Why does Transpose[m, {1, 1}] give the diagonal of m?

*To*: mathgroup at christensen.cybernetics.net*Subject*: [mg1859] Why does Transpose[m, {1, 1}] give the diagonal of m?*From*: drc at gate.net (David Cabana)*Date*: Wed, 9 Aug 1995 22:37:45 -0400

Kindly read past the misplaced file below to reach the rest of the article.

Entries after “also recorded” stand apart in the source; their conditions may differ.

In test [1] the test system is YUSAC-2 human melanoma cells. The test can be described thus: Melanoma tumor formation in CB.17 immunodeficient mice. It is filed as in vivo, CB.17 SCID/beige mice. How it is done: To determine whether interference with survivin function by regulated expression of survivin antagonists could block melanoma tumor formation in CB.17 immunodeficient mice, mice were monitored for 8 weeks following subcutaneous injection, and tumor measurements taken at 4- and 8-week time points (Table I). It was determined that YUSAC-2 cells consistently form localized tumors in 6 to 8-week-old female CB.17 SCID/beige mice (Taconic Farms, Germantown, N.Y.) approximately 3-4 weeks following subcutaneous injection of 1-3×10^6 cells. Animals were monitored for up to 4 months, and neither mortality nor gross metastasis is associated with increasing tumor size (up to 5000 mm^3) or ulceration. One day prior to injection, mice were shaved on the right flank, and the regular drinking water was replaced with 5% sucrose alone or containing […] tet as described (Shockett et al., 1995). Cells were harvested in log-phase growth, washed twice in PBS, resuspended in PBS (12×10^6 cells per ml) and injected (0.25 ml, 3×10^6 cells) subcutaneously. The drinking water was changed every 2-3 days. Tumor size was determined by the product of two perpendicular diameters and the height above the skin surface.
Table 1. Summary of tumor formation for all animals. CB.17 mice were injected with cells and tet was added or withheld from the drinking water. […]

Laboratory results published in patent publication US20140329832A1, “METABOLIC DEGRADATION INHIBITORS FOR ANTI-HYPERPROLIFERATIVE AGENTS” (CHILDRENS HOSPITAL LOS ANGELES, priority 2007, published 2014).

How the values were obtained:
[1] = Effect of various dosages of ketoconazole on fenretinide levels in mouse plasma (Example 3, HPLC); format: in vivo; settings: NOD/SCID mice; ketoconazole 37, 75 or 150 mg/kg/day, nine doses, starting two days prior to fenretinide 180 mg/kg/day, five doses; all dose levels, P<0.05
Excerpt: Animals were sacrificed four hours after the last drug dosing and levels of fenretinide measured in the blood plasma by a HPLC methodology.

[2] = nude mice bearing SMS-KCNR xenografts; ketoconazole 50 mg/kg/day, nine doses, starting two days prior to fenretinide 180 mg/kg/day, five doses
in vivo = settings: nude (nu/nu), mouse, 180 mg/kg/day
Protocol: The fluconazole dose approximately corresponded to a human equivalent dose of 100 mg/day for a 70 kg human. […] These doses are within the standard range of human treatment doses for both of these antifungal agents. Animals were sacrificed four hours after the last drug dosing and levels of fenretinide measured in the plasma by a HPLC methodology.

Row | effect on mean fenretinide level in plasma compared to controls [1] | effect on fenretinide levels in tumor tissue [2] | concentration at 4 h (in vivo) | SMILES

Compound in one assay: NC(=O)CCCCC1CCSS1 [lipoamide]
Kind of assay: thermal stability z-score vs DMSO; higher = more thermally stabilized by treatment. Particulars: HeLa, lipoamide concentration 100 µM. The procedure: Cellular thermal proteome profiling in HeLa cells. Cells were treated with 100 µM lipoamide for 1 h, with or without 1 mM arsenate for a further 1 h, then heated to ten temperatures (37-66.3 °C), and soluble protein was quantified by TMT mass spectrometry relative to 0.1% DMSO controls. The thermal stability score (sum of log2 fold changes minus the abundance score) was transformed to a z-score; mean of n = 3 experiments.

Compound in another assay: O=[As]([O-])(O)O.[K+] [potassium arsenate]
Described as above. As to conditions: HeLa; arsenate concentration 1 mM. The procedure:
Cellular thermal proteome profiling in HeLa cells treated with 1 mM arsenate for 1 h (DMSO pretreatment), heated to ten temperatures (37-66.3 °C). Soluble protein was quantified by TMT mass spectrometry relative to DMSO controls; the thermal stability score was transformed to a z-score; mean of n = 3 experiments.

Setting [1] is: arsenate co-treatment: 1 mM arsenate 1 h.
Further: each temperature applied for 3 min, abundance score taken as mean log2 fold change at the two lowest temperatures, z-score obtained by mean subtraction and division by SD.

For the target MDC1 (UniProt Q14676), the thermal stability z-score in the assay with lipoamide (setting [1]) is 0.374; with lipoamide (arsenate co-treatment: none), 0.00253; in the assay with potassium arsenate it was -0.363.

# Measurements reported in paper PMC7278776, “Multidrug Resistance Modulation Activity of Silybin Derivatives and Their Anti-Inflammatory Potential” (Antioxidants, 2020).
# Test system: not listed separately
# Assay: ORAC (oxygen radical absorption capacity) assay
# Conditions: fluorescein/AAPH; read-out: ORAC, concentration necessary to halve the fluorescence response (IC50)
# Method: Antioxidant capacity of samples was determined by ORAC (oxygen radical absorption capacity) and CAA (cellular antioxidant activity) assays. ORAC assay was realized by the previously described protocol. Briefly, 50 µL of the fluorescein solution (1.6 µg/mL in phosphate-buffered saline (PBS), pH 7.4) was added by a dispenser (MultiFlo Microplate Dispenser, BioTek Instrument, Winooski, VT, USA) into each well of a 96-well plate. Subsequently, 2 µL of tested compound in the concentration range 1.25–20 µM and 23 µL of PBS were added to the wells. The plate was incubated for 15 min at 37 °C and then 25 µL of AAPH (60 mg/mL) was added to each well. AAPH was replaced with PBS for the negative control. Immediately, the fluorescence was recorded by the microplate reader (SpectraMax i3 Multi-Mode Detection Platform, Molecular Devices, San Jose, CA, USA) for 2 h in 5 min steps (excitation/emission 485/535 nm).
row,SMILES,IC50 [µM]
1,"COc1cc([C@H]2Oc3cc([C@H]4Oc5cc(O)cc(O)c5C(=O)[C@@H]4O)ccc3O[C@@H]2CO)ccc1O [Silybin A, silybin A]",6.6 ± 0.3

In a recent article in the thread Re: [mg1741] RealDigits, Roman Maeder explains one way to test whether a matrix is diagonal: >even faster and certainly simpler: >dQ[m_?MatrixQ] /; SameQ @@ Dimensions[m] := > m == DiagonalMatrix[Transpose[m, {1, 1}]] >(note: Transpose[m, {1, 1}] returns the list of diagonal elements.) An elegant test. My question: why does Transpose[m, {1, 1}] return the list of diagonal elements? Looking under Transpose in Wolfram's Mathematica Reference Guide (an appendix to Mathematica, 2nd ed.), I find: >Transpose[list, {n1,n2, ...}] transposes list so that the kth level >in list is the nkth level in the result. I expected Depth[Transpose[list, {n1,n2, ...}]] to be the same as Depth[list]. I expected Transpose to swap levels; I did not expect it to throw any away. Evidently I am laboring under some misconception. Can someone explain what is going on? -- David Cabana drc at gate.net